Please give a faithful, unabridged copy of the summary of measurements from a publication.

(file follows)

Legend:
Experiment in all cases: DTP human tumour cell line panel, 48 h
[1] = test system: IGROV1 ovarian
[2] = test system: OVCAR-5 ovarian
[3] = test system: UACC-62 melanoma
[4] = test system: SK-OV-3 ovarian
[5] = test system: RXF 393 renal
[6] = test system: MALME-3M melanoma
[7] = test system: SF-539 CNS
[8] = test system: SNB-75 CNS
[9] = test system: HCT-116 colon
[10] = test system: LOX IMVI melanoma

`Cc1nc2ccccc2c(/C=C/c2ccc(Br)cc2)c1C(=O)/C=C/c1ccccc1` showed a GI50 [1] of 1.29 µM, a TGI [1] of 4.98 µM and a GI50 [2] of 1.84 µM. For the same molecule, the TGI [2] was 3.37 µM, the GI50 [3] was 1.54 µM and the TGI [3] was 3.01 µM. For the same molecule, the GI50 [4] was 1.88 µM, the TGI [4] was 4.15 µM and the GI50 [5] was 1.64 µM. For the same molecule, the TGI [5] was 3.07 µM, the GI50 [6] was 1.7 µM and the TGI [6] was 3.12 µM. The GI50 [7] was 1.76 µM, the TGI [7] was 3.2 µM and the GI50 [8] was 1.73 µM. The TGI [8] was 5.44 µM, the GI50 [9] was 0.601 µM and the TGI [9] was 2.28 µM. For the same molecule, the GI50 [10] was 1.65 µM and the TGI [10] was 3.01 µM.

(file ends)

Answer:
Legend:
Experiment in all cases: DTP human tumour cell line panel, 48 h
[1] = test system: IGROV1 ovarian
[2] = test system: OVCAR-5 ovarian
[3] = test system: UACC-62 melanoma
[4] = test system: SK-OV-3 ovarian
[5] = test system: RXF 393 renal
[6] = test system: MALME-3M melanoma
[7] = test system: SF-539 CNS
[8] = test system: SNB-75 CNS
[9] = test system: HCT-116 colon
[10] = test system: LOX IMVI melanoma

`Cc1nc2ccccc2c(/C=C/c2ccc(Br)cc2)c1C(=O)/C=C/c1ccccc1` showed a GI50 [1] of 1.29 µM, a TGI [1] of 4.98 µM and a GI50 [2] of 1.84 µM. For the same molecule, the TGI [2] was 3.37 µM, the GI50 [3] was 1.54 µM and the TGI [3] was 3.01 µM. For the same molecule, the GI50 [4] was 1.88 µM, the TGI [4] was 4.15 µM and the GI50 [5] was 1.64 µM. For the same molecule, the TGI [5] was 3.07 µM, the GI50 [6] was 1.7 µM and the TGI [6] was 3.12 µM. The GI50 [7] was 1.76 µM, the TGI [7] was 3.2 µM and the GI50 [8] was 1.73 µM. The TGI [8] was 5.44 µM, the GI50 [9] was 0.601 µM and the TGI [9] was 2.28 µM. For the same molecule, the GI50 [10] was 1.65 µM and the TGI [10] was 3.01 µM.